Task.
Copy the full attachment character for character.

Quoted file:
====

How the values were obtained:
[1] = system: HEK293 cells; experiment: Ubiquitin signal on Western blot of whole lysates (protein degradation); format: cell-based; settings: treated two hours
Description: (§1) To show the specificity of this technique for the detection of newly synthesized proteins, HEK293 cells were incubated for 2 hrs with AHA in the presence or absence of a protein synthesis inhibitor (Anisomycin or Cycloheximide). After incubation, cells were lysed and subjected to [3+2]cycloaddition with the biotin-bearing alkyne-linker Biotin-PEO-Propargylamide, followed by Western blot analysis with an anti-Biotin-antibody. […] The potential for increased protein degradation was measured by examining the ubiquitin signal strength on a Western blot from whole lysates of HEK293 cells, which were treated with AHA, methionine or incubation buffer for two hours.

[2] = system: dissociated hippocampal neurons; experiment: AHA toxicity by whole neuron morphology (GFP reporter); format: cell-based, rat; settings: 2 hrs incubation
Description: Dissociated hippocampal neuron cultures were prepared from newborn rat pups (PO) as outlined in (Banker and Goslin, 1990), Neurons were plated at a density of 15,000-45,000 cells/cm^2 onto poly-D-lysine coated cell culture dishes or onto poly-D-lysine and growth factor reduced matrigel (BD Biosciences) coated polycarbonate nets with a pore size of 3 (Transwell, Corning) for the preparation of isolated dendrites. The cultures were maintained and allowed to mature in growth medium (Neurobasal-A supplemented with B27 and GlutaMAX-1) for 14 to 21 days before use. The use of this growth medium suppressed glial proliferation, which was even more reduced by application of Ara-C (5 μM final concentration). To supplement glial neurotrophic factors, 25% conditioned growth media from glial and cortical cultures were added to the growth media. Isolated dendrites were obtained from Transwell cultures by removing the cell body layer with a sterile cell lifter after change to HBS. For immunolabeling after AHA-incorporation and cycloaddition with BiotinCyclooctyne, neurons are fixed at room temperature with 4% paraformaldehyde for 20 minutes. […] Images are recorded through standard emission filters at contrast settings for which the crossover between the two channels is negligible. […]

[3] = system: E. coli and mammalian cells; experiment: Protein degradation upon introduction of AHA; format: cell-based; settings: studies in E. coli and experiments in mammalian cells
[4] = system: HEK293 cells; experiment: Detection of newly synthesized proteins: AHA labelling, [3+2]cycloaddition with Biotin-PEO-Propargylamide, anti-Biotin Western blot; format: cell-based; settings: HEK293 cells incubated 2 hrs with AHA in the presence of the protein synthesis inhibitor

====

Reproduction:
How the values were obtained:
[1] = system: HEK293 cells; experiment: Ubiquitin signal on Western blot of whole lysates (protein degradation); format: cell-based; settings: treated two hours
Description: (§1) To show the specificity of this technique for the detection of newly synthesized proteins, HEK293 cells were incubated for 2 hrs with AHA in the presence or absence of a protein synthesis inhibitor (Anisomycin or Cycloheximide). After incubation, cells were lysed and subjected to [3+2]cycloaddition with the biotin-bearing alkyne-linker Biotin-PEO-Propargylamide, followed by Western blot analysis with an anti-Biotin-antibody. […] The potential for increased protein degradation was measured by examining the ubiquitin signal strength on a Western blot from whole lysates of HEK293 cells, which were treated with AHA, methionine or incubation buffer for two hours.

[2] = system: dissociated hippocampal neurons; experiment: AHA toxicity by whole neuron morphology (GFP reporter); format: cell-based, rat; settings: 2 hrs incubation
Description: Dissociated hippocampal neuron cultures were prepared from newborn rat pups (PO) as outlined in (Banker and Goslin, 1990), Neurons were plated at a density of 15,000-45,000 cells/cm^2 onto poly-D-lysine coated cell culture dishes or onto poly-D-lysine and growth factor reduced matrigel (BD Biosciences) coated polycarbonate nets with a pore size of 3 (Transwell, Corning) for the preparation of isolated dendrites. The cultures were maintained and allowed to mature in growth medium (Neurobasal-A supplemented with B27 and GlutaMAX-1) for 14 to 21 days before use. The use of this growth medium suppressed glial proliferation, which was even more reduced by application of Ara-C (5 μM final concentration). To supplement glial neurotrophic factors, 25% conditioned growth media from glial and cortical cultures were added to the growth media. Isolated dendrites were obtained from Transwell cultures by removing the cell body layer with a sterile cell lifter after change to HBS. For immunolabeling after AHA-incorporation and cycloaddition with BiotinCyclooctyne, neurons are fixed at room temperature with 4% paraformaldehyde for 20 minutes. […] Images are recorded through standard emission filters at contrast settings for which the crossover between the two channels is negligible. […]

[3] = system: E. coli and mammalian cells; experiment: Protein degradation upon introduction of AHA; format: cell-based; settings: studies in E. coli and experiments in mammalian cells
[4] = system: HEK293 cells; experiment: Detection of newly synthesized proteins: AHA labelling, [3+2]cycloaddition with Biotin-PEO-Propargylamide, anti-Biotin Western blot; format: cell-based; settings: HEK293 cells incubated 2 hrs with AHA in the presence of the protein synthesis inhibitor